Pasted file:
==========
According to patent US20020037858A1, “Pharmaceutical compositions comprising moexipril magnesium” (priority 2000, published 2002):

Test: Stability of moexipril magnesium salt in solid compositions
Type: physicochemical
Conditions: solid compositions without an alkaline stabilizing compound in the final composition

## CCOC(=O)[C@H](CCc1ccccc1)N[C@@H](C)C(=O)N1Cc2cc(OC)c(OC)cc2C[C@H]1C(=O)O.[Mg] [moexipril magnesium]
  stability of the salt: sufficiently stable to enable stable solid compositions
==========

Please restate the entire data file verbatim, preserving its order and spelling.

According to patent US20020037858A1, “Pharmaceutical compositions comprising moexipril magnesium” (priority 2000, published 2002):

Test: Stability of moexipril magnesium salt in solid compositions
Type: physicochemical
Conditions: solid compositions without an alkaline stabilizing compound in the final composition

## CCOC(=O)[C@H](CCc1ccccc1)N[C@@H](C)C(=O)N1Cc2cc(OC)c(OC)cc2C[C@H]1C(=O)O.[Mg] [moexipril magnesium]
  stability of the salt: sufficiently stable to enable stable solid compositions